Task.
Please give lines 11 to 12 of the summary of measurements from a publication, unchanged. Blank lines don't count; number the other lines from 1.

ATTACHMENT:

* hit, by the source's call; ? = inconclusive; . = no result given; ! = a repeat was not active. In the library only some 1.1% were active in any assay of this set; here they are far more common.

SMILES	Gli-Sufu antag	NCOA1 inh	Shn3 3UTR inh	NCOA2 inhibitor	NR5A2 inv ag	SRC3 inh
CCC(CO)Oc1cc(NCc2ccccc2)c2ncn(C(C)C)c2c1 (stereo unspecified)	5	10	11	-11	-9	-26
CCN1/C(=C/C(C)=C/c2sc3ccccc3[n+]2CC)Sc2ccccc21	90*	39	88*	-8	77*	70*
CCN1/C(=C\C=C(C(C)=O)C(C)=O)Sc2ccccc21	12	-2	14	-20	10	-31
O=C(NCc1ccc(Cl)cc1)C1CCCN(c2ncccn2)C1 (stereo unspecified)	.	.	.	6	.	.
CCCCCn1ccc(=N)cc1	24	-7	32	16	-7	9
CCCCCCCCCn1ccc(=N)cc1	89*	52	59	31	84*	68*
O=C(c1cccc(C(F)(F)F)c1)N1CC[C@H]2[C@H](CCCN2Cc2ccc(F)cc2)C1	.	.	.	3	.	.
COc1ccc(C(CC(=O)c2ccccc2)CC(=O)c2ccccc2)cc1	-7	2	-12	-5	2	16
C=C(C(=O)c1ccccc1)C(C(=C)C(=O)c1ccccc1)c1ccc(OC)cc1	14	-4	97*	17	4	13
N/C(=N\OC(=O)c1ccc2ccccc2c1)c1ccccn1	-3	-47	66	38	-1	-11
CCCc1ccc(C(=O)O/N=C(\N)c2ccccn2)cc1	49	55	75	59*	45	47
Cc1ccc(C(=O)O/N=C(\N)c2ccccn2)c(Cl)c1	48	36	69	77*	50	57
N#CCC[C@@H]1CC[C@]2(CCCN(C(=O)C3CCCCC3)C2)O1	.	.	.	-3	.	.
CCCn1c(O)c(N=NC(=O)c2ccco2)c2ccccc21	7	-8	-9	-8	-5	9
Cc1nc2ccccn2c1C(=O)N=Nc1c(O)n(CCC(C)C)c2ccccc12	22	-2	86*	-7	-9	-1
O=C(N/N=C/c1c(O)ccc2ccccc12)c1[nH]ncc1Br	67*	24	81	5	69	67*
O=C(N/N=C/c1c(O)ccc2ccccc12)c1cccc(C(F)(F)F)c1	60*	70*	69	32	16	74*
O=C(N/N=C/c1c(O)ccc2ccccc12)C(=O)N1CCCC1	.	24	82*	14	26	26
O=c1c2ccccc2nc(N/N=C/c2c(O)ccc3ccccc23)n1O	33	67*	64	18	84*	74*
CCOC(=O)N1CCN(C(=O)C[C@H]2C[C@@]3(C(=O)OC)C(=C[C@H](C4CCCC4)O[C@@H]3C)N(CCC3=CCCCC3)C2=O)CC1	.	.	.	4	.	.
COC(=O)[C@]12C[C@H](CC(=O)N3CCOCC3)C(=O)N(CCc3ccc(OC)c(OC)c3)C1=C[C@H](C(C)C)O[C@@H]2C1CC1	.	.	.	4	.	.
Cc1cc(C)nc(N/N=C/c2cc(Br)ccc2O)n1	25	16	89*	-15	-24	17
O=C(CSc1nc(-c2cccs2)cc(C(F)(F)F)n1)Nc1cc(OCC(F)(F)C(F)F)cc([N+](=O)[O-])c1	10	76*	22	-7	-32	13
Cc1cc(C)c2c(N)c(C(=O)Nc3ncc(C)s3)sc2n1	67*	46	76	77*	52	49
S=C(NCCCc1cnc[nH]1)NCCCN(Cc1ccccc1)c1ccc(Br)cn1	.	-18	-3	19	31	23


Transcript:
C=C(C(=O)c1ccccc1)C(C(=C)C(=O)c1ccccc1)c1ccc(OC)cc1	14	-4	97*	17	4	13
N/C(=N\OC(=O)c1ccc2ccccc2c1)c1ccccn1	-3	-47	66	38	-1	-11